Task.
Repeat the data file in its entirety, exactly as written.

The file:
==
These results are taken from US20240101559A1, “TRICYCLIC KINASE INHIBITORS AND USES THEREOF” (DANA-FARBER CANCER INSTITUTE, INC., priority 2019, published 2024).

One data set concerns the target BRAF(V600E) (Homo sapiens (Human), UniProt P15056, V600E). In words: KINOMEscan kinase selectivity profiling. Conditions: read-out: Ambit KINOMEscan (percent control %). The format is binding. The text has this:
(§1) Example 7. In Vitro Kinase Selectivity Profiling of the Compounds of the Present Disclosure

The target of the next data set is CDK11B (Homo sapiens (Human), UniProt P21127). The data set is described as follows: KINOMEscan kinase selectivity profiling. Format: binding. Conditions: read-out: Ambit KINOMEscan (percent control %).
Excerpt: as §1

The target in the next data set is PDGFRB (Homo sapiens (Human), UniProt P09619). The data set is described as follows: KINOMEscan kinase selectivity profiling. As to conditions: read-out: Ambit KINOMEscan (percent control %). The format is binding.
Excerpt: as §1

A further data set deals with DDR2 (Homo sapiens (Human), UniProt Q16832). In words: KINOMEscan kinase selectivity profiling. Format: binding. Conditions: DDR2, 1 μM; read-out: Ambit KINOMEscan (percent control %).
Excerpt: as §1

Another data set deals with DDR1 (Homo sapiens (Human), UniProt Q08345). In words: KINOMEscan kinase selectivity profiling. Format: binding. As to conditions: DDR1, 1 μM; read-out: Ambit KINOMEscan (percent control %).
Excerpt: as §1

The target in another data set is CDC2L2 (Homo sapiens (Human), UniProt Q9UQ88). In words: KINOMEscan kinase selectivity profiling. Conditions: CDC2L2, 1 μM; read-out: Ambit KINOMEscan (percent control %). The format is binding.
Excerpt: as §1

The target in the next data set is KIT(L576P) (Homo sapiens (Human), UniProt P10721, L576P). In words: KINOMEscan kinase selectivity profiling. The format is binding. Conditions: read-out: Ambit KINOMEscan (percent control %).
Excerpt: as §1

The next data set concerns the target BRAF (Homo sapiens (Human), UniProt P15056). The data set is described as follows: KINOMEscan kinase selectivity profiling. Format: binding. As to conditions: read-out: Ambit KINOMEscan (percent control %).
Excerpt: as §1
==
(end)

These results are taken from US20240101559A1, “TRICYCLIC KINASE INHIBITORS AND USES THEREOF” (DANA-FARBER CANCER INSTITUTE, INC., priority 2019, published 2024).

One data set concerns the target BRAF(V600E) (Homo sapiens (Human), UniProt P15056, V600E). In words: KINOMEscan kinase selectivity profiling. Conditions: read-out: Ambit KINOMEscan (percent control %). The format is binding. The text has this:
(§1) Example 7. In Vitro Kinase Selectivity Profiling of the Compounds of the Present Disclosure

The target of the next data set is CDK11B (Homo sapiens (Human), UniProt P21127). The data set is described as follows: KINOMEscan kinase selectivity profiling. Format: binding. Conditions: read-out: Ambit KINOMEscan (percent control %).
Excerpt: as §1

The target in the next data set is PDGFRB (Homo sapiens (Human), UniProt P09619). The data set is described as follows: KINOMEscan kinase selectivity profiling. As to conditions: read-out: Ambit KINOMEscan (percent control %). The format is binding.
Excerpt: as §1

A further data set deals with DDR2 (Homo sapiens (Human), UniProt Q16832). In words: KINOMEscan kinase selectivity profiling. Format: binding. Conditions: DDR2, 1 μM; read-out: Ambit KINOMEscan (percent control %).
Excerpt: as §1

Another data set deals with DDR1 (Homo sapiens (Human), UniProt Q08345). In words: KINOMEscan kinase selectivity profiling. Format: binding. As to conditions: DDR1, 1 μM; read-out: Ambit KINOMEscan (percent control %).
Excerpt: as §1

The target in another data set is CDC2L2 (Homo sapiens (Human), UniProt Q9UQ88). In words: KINOMEscan kinase selectivity profiling. Conditions: CDC2L2, 1 μM; read-out: Ambit KINOMEscan (percent control %). The format is binding.
Excerpt: as §1

The target in the next data set is KIT(L576P) (Homo sapiens (Human), UniProt P10721, L576P). In words: KINOMEscan kinase selectivity profiling. The format is binding. Conditions: read-out: Ambit KINOMEscan (percent control %).
Excerpt: as §1

The next data set concerns the target BRAF (Homo sapiens (Human), UniProt P15056). The data set is described as follows: KINOMEscan kinase selectivity profiling. Format: binding. As to conditions: read-out: Ambit KINOMEscan (percent control %).
Excerpt: as §1